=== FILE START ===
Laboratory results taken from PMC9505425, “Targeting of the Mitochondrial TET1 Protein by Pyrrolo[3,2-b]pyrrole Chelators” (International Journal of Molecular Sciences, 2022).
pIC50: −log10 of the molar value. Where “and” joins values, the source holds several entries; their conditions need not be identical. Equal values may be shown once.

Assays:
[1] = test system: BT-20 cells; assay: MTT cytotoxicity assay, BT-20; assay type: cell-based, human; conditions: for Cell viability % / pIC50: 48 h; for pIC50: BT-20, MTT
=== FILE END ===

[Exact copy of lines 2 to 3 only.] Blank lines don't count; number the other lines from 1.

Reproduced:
pIC50: −log10 of the molar value. Where “and” joins values, the source holds several entries; their conditions need not be identical. Equal values may be shown once.

Assays: